Although Ethereum’s move away from proof of work to proof of stake has a different name, the idea isn’t going away.
Ethereum has a history of scalability proposals: “proof of proof of work,” hub-and-spoke chains, and hypercube chains, all of which emerged in 2014 before the Ethereum mainnet even launched. The concept of an improved network (or Ethereum 2.0) came along with the development of the blockchain itself.
Although the scalability ideas above have since been (for the most part) abandoned, Ethereum co-founder Vitalik Buterin noted in his Devcon4 keynote address on Wednesday, October 31, that one initiative, Serenity, is still kicking. He described this stage of Ethereum development as “a realization of all of these different strands of research that we have been spending all of our time on for the last four years.” Casper, sharding, eWASM, and other scalability and efficiency improvements fall under the umbrella of Serenity.
In describing Serenity, Buterin expressed his disapproval for the names that others use to refer to this group of initiatives. “I refuse to use the word shasper [a fusion of Casper and sharding] because I find it insanely lame,” he said. “We’ll call it Serenity.”
He went on to further describe Serenity, saying it would be a new blockchain but linked to the extant proof-of-work chain, a true “world computer,” and more decentralized. He also laid out four key phases of Serenity implementation:
- Phase 0, “halfway between a testnet and a mainnet” for Serenity.
- Phase 1, where simplified sharding comes into play.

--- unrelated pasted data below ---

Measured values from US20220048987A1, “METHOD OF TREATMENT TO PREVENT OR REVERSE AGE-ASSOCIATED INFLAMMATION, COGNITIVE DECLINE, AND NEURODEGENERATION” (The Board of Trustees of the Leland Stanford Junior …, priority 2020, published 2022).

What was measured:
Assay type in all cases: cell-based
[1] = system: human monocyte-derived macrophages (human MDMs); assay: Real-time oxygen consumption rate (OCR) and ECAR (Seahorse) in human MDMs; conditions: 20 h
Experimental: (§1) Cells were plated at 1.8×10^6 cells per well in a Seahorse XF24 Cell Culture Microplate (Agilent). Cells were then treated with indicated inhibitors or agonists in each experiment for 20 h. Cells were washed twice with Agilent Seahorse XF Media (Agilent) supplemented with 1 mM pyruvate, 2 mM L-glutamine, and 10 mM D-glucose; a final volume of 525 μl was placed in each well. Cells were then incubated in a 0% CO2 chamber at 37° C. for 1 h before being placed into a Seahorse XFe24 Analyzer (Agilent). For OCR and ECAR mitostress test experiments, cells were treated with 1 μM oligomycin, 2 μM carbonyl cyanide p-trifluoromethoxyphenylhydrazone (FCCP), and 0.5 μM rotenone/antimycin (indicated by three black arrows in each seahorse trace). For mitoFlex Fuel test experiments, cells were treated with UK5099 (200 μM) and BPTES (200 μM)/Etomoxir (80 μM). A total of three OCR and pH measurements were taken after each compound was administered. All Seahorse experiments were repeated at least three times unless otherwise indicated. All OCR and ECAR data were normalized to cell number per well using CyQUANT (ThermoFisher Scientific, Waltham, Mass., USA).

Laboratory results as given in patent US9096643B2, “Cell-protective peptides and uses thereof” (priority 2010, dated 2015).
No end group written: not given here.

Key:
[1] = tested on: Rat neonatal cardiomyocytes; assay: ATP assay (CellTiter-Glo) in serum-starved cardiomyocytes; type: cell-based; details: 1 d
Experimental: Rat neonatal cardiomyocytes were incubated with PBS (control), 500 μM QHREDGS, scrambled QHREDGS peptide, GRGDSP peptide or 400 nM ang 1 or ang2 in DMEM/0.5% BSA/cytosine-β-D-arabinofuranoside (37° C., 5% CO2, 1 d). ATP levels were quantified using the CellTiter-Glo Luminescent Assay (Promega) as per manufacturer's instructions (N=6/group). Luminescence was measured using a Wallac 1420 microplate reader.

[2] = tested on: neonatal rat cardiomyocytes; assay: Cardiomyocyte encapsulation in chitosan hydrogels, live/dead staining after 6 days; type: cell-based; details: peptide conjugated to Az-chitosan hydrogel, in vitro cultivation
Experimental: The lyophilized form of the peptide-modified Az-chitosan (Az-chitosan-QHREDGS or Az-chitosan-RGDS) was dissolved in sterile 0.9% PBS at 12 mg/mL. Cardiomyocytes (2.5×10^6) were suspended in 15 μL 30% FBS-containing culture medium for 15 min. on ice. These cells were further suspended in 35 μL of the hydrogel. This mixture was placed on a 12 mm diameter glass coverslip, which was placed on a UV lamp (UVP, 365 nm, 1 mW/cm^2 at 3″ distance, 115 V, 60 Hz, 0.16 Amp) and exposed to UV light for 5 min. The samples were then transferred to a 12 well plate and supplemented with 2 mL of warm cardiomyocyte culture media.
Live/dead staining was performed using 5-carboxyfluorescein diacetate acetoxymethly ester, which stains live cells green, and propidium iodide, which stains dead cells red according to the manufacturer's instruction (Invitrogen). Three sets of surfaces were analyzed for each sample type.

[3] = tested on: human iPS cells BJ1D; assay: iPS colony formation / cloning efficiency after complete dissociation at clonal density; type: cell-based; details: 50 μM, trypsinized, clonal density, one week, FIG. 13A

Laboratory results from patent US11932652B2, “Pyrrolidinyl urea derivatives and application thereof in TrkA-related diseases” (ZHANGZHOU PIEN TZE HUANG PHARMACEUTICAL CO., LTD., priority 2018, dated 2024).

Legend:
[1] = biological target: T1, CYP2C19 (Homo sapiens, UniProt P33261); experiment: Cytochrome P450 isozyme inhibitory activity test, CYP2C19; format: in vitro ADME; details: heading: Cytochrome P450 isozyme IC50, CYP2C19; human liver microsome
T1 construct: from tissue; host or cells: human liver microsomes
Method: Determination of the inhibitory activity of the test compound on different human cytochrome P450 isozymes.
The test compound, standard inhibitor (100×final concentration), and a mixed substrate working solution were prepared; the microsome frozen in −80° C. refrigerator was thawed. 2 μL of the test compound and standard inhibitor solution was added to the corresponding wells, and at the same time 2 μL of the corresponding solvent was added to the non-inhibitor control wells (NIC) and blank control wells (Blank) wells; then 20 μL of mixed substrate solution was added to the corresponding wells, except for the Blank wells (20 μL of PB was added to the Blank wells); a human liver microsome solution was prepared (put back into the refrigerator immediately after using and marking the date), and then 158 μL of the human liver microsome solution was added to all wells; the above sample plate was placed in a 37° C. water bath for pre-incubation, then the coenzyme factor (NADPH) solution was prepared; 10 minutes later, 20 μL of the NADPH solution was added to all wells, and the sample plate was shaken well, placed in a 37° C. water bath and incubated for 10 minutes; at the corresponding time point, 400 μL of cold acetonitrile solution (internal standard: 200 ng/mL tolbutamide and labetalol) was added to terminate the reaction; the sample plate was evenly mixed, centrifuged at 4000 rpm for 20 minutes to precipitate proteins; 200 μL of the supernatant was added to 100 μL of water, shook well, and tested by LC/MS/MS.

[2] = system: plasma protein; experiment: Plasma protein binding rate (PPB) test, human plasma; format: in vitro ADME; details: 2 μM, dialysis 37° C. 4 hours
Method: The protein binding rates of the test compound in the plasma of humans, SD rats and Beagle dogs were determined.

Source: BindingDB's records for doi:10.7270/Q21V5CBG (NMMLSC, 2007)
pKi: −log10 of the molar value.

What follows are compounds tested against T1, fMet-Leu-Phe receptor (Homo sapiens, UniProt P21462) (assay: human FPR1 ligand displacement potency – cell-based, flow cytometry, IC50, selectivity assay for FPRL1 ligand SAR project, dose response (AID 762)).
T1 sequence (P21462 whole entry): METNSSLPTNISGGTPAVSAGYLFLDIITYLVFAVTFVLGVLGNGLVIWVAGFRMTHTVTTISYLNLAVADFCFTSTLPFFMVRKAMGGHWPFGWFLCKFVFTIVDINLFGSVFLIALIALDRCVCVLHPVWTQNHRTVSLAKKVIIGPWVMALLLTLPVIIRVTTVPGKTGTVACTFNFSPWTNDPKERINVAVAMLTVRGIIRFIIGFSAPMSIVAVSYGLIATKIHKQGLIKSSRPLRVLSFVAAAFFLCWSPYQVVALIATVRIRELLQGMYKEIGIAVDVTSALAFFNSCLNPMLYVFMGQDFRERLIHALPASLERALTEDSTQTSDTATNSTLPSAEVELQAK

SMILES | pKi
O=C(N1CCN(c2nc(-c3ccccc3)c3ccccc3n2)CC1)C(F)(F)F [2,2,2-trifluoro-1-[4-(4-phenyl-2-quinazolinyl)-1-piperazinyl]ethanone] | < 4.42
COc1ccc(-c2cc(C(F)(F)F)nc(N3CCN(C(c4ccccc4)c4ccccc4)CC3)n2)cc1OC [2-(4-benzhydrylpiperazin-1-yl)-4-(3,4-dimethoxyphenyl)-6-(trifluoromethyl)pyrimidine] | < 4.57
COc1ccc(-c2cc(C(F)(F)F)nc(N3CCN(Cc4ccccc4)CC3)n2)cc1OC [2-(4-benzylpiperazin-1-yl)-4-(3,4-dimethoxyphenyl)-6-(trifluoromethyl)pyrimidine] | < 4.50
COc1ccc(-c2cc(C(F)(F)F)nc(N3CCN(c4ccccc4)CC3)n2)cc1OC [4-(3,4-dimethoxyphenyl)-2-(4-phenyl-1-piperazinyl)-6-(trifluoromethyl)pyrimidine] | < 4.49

- Phase 2, enabling state transitions (including the switch to the new virtual machine, eWASM).
- Phase 3 and beyond, which includes further iteration and improvement.
Moreover, Buterin said he expects Serenity to be “pure” proof-of-stake consensus, feature quicker time to synchronous confirmation (8-16 seconds), and boast approximately 1,000 times higher scalability, among other characteristics. Beyond Serenity, he expects a handful of future developments, including but not limited to research around “semi-private” chains, upgrades to STARK technology (a variant of zk-SNARKs), and even lower confirmation times.
Although Buterin provided his thoughts about the future of Serenity, he also discussed the immediate next steps for the initiative. In order, those steps are stabilizing the Serenity protocol specification (in terms of the currently rapid speed of its progress), continuing testing and development, implementing testnets across clients, holding security audits, and then, of course, the launch.
In closing his keynote, Buterin remained hopeful about the launch of Serenity: “That’s basically the milestone that we’ve all been waiting for, that we’ve been working toward for the last four to five years, and a milestone which is really no longer so far away.”
The ship to Serenity is sailing, my friends.
An earlier version of this article’s summary referred to Ethereum’s coming PoS consensus algorithm as “more delegated,” than PoW. This was meant only in the sense that in PoS alorithms, rather than having miners compete to create a block most quickly, “delegate” that responsibility to a block producer (who is in this case intermittently selected “at random” in by an algorithm, not by voters as in DPoS). This was edited to avoid confusion. Ethereum is not moving toward a delegated proof of stake algorithm.
Daniel Putney is a full-time writer for ETHNews. He received his bachelor’s degree in English writing from the University of Nevada, Reno, where he also studied journalism and queer theory. In his free time, he writes poetry, plays the piano, and fangirls over fictional characters. He lives with his partner, three dogs, and two cats in the middle of nowhere, Nevada.
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